Admissions officers read hundreds of college applications and essays. It takes effort to stand out from the crowd and make them want to thoughtfully read your essay, instead of just skim it. A great first impression will give your essay (and thus, your entire application) a head start.

Sometimes it’s easiest to write your introduction after you’ve written the rest of your essay. You might find that there’s a quote, or some symbolism, or other detail you want to start with at the beginning and carry throughout the rest of your essay. If you find yourself spending too much time on the introduction, write other parts of the essay and come back to it later!


What are cliche essay introductions that I should avoid?

There are many ways to begin an essay, and some are more common than others. Contrary to what you might have been taught in school, you should avoid repeating the essay prompt to make your introduction stand out.

For example, the QuestBridge National College Match biographical essay topic has historically asked students to: “describe the factors and challenges that have most shaped your personal life and aspirations."

Accordingly, many essays begin with some variation of the following: “There have been many factors and challenges that have shaped my life and aspirations.

Avoid falling into the “cliche introduction” trap by never repeating the prompt verbatim. Using a few words from the prompt is acceptable, but often there are more interesting and captivating ways to begin your essay.


What is a "common thread" and why is it important?

The term "common thread" refers to an idea, topic, or theme that is carried throughout your essay. It doesn’t have to be explicit — you don’t have to explain how every paragraph relates to the common thread. However, it should be prevalent enough to ensure your essay is united. It can be particularly difficult to use common threads in biographical essays, but that is where they are most important. Unfortunately, there will never be enough space to tell your complete story. Instead, you should use a common thread to convey the primary point you want admissions officers to understand about yourself. When they finish your essay, what is the one thing you want them to remember about you?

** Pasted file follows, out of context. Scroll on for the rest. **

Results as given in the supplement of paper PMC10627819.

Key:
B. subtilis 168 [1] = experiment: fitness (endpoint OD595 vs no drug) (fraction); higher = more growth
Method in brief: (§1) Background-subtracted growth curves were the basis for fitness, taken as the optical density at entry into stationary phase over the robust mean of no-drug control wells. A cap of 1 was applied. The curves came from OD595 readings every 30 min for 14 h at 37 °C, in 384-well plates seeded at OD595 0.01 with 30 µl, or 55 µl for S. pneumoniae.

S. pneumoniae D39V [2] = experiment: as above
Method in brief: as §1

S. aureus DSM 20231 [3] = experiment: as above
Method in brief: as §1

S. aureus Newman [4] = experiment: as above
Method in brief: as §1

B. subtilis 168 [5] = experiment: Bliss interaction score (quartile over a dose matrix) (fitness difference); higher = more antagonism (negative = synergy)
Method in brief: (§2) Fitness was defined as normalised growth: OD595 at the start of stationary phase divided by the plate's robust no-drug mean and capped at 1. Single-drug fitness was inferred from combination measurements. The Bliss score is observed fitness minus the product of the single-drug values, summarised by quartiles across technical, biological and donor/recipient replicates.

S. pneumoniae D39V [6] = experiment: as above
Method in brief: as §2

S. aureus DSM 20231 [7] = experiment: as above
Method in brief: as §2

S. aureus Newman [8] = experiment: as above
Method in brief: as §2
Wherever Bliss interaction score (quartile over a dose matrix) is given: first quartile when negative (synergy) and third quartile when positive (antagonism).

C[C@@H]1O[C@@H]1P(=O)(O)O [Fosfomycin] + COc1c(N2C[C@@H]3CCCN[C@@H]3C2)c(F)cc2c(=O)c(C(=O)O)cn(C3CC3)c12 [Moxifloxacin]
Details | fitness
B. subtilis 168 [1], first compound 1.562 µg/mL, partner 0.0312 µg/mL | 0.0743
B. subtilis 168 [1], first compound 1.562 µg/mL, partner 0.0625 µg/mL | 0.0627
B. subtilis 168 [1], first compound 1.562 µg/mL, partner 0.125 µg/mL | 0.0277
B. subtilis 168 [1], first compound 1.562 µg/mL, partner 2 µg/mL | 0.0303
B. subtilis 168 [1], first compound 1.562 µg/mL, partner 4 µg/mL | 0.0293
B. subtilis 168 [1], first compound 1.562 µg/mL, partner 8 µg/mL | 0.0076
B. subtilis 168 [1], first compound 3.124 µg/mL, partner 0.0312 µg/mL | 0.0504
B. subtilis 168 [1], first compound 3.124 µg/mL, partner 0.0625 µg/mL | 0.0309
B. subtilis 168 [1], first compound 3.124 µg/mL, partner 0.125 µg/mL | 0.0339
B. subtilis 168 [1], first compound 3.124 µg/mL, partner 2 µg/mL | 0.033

In this sample essay, the student’s common thread is the process of growing from a follower into a leader. This character growth and maturity are the one thing the student wants to stand out above all else. You can see how this thread is weaved subtly into the essay — it’s present, but not overwhelming.


How am I supposed to make a unique point in my essay?

With thousands of students writing essays in response to the same prompts, certain topics quickly become overused. To avoid these, take time to think about what makes you unique. Here are a few ways you can get started in this brainstorm process:

  • List adjectives that describe you.
  • Make a timeline of your life.
  • Reflect on a memorable event.

There are several cliche college essay topics that you should be aware of: 

  • The Big Issue: I believe that world peace is the most important…
  • Tales of My Successes: I’m student body president and…
  • The Jock Essay: Football taught me the importance of teamwork…
  • The Autobiography: I was born on February 22, 1996…
  • The Significant Relationship: My mom/dad/boyfriend changed my life…
  • Moving: I attended three different middle schools…
  • The Trip: I had to adjust to a different culture in my trip to…
  • The Academic Risk: I took all APs and risked not getting a 4.0…

(Adapted from Harry Bauld’s On Writing the College Application Essay)

While you are welcome to write about any of these topics, please know that many students do write about them. You should be convinced that you have a unique spin on that particular topic that will really make your essay memorable. Also, remember that a topic does not have to be particularly thrilling to be unique. It’s possible to write a compelling essay about something as mundane as working at a fast food restaurant! What really matters is the time and effort you put into writing your essay.